How blood pressure comes about

The circulation of blood through the body has the important task of supplying all the organs and tissues with blood. This blood circulation provides the cells with oxygen and nutrients, and carries carbon dioxide and waste products away.

The heart is the most important part of the circulatory system. Its pumping action propels the blood around the body. For this purpose, the heart beats regularly approx. 60 to 80 times per minute. During each heartbeat the heart muscle contracts (systole) and presses blood into the circulatory system. As a result, the blood pressure in the arteries increases, which causes the arteries coming directly from the heart to propel blood into the organs and tissues.

During the relaxation or rest phase of the heart muscle (diastole) the heart expands and fills with blood. This reduces the blood pressure. The blood taken in in this way is expelled again during the next heartbeat and flows through the arteries to the organs and tissues.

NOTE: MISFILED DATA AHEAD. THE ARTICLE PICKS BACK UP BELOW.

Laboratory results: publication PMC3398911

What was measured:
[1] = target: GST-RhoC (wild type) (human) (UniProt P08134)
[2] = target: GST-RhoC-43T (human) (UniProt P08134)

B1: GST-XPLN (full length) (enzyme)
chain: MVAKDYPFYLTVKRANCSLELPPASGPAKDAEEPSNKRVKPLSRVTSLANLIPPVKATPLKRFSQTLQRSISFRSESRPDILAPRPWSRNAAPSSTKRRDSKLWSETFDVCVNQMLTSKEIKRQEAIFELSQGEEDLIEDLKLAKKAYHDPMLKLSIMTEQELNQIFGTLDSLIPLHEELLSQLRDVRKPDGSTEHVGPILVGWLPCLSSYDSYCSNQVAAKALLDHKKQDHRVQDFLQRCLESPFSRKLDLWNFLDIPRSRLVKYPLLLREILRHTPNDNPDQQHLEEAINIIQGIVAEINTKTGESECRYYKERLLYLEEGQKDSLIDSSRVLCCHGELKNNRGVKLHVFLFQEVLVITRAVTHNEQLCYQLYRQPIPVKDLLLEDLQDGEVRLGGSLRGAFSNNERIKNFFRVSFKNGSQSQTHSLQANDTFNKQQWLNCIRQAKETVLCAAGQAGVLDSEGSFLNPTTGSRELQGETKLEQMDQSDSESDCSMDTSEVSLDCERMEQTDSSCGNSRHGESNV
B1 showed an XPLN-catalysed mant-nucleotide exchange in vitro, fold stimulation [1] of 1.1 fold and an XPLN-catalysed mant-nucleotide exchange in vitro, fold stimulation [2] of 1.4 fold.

There are therefore two values that must be distinguished when measuring blood pressure: the systolic and the diastolic blood pressure. The systolic blood pressure is the higher figure, which indicates the pressure when the heart contracts during pumping. The diastolic blood pressure is the lower figure, which indicates the pressure when the heart relaxes during the rest phase.